ANYTHING FOR JACKSON (2020)
Occult practicing grandparents Audrey (Sheila McCarthy) and Henry (Julian Richings) Walsh are devastated by the loss of their grandson Jackson (Daxton William Lund). So devastated, that they kidnap single mom-to-be Shannon (Konstantina Mantelos) and plan to use a centuries old Satanic ceremony to put Jackson’s spirit into the body of Shannon’s unborn child. What could go wrong?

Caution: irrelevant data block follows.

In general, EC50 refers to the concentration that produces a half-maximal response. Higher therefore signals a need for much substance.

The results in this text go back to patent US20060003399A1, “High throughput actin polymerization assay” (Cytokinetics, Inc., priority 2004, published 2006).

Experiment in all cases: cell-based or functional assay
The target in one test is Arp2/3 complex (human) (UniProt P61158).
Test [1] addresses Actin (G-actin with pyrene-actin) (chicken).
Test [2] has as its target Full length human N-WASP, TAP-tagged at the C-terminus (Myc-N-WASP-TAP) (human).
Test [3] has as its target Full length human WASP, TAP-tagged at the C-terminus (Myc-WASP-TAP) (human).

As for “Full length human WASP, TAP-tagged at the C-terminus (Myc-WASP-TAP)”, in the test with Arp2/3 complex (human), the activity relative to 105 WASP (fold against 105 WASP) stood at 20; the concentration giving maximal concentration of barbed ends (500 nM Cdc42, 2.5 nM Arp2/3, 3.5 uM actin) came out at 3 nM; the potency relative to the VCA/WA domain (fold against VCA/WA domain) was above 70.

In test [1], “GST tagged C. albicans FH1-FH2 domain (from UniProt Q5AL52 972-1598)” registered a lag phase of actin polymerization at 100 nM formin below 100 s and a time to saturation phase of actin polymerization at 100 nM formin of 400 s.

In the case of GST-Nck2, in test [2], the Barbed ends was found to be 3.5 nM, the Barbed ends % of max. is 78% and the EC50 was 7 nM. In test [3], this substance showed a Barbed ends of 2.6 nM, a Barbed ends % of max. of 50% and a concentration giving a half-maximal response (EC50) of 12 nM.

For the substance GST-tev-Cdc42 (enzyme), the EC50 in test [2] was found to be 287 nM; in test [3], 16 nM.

Demonic horror is effectively directed by Justin G. Dyck from a script by Keith Cooper. Flick has some very spooky moments and disturbing sequences, while balancing a very dry and twisted undercurrent of humor. It’s subtle, so not to undo all the creepy goings on, but it is there and helps to make the situation all the more unsettling. There are some very effective make-up effects, as The Walsh’s unintentionally invite far more than little Jackson into their home, and a considerable amount of bloodshed. The cast are all good, with McCarthy and Richings being quite sinister in their determination to have their grandson back at any cost and Konstantina Mantelos is sympathetic and resilient as the pregnant Shannon, who somehow must outwit the duo, a bound and gagged captive in their house. It’s not perfect. We know from the start that the Walsh’s perfectly thought out plan will start to crack and fall apart at some point, and we know from past movie experiences that demons don’t play fair. Sometimes it’s a bit too deadpan for it’s own good and there are lulls between the effective moments that slow down the momentum. Overall, it’s spooky entertainment and certainly worth a look for a reverse spin on the classic exorcism story with a pair of Satan worshipping geezers as our bad guys. Now streaming on Shudder.